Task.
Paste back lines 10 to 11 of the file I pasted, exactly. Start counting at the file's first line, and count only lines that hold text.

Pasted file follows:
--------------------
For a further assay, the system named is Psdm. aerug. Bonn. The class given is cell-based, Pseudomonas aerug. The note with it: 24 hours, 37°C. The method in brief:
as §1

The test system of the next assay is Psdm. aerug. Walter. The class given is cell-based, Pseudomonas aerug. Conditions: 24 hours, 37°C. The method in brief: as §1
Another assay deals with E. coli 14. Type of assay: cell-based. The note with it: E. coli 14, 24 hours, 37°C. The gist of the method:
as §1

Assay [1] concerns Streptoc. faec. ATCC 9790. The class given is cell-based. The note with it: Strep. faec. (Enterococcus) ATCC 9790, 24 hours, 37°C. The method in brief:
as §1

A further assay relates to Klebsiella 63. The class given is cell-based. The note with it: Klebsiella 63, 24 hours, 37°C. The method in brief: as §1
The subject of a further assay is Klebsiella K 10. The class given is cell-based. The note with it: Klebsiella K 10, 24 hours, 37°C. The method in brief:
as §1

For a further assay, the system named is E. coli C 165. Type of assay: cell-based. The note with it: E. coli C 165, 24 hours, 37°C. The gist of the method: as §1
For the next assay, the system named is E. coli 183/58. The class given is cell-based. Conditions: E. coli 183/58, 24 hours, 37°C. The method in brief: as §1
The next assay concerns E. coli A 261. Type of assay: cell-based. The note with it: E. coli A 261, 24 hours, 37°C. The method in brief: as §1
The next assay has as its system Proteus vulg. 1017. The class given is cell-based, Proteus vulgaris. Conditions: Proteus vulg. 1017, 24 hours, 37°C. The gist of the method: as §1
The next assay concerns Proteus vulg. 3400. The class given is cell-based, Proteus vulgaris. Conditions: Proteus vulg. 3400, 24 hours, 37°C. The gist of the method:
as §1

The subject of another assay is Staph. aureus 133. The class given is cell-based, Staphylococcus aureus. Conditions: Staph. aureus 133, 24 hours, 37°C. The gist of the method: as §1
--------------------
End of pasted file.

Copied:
as §1

For a further assay, the system named is E. coli C 165. Type of assay: cell-based. The note with it: E. coli C 165, 24 hours, 37°C. The gist of the method: as §1